As the Lone Star State booms, our wide-open spaces shrink

As the heart of Texas — the Texas Triangle — swells with population, the cornfields and sunflower stands recede before the march of the suburbs. But there is a glimmer of hope because ranchers and environmentalists, hunters and city dwellers now have something crucial in common: harnessing the runaway development of the suburbs and exurbs. Interestingly, Arizona might have a thing or two to teach us.

 

As the Lone Star State booms, our wide-open spaces shrink

Richard Parker
Dallas Daily News

They take flight in bursts of 10 and 20 — sleek, gray birds that dart at 40 mph over irrigated fields and sandy, scrub desert. At the end of a long, hot summer, it has finally arrived: hunting season.

Yet for the first time in 15 years, I won’t see the sweltering opening day of dove season in my beloved Texas. Old haunts, a few minutes from my Hill Country home, have been plowed under and cemented over for a shopping mall. That’s partly why this opening day, my 12-gauge and I are in Arizona. My story is hardly unique.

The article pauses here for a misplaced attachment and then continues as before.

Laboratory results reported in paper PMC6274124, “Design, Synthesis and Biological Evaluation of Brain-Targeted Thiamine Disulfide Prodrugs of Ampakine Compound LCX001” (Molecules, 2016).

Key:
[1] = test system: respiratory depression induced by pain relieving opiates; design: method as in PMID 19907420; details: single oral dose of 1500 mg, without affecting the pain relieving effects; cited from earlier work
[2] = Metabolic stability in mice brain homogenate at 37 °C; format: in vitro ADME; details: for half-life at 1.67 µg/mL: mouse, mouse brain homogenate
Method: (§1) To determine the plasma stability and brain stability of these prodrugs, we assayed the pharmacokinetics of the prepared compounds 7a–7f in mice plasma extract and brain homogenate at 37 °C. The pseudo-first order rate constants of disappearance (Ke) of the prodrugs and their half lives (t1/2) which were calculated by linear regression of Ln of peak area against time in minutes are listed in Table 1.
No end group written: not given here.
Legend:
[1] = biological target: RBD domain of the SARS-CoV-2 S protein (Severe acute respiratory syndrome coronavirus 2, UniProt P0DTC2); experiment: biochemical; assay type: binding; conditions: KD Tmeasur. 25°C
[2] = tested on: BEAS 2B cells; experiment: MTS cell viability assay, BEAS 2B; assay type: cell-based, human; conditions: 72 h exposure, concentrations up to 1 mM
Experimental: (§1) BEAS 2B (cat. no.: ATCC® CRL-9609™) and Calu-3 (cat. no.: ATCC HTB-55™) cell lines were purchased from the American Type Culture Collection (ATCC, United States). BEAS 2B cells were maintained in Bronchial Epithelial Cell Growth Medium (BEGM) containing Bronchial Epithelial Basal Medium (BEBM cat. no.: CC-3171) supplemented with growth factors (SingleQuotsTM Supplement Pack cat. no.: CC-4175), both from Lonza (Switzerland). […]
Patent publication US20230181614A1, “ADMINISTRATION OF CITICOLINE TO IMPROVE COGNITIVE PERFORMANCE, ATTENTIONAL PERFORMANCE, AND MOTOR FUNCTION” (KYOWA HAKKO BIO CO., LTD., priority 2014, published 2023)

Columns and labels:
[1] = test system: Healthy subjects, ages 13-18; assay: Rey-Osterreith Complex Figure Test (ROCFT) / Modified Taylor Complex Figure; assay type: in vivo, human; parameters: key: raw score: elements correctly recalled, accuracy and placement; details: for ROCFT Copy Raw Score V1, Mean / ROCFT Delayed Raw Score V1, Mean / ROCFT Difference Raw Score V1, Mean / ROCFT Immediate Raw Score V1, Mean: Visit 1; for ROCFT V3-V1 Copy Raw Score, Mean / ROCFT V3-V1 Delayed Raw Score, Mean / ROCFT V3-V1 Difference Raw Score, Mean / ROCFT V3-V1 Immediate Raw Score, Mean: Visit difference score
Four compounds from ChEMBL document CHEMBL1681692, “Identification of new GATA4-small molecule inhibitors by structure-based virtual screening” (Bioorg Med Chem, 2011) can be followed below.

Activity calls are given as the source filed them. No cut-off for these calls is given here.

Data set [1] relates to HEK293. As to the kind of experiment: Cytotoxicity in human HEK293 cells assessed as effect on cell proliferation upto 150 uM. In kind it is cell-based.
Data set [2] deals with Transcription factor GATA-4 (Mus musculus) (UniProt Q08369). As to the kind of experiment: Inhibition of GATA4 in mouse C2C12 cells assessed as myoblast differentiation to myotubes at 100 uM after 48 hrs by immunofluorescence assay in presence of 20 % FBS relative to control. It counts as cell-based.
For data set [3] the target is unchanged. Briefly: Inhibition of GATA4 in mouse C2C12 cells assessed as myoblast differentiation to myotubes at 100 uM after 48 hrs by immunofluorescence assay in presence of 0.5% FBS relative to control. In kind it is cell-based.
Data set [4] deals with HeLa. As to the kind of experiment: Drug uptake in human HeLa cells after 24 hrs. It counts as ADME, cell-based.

As the heart of Texas — the Texas Triangle — swells with population, the cornfields and sunflower stands recede before the march of the suburbs. But there is a glimmer of hope because ranchers and environmentalists, hunters and city dwellers now have something crucial in common: harnessing the runaway development of the suburbs and exurbs. Interestingly, Arizona might have a thing or two to teach us… Read more from the Dallas Daily News